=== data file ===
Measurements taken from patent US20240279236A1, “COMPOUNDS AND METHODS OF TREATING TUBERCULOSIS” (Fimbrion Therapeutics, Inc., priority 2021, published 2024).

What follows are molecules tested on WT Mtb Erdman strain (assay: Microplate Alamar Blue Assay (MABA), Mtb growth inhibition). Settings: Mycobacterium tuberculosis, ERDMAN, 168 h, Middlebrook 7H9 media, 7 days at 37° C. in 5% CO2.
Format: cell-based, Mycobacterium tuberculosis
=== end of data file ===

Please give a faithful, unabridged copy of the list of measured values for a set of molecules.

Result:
Measurements taken from patent US20240279236A1, “COMPOUNDS AND METHODS OF TREATING TUBERCULOSIS” (Fimbrion Therapeutics, Inc., priority 2021, published 2024).

What follows are molecules tested on WT Mtb Erdman strain (assay: Microplate Alamar Blue Assay (MABA), Mtb growth inhibition). Settings: Mycobacterium tuberculosis, ERDMAN, 168 h, Middlebrook 7H9 media, 7 days at 37° C. in 5% CO2.
Format: cell-based, Mycobacterium tuberculosis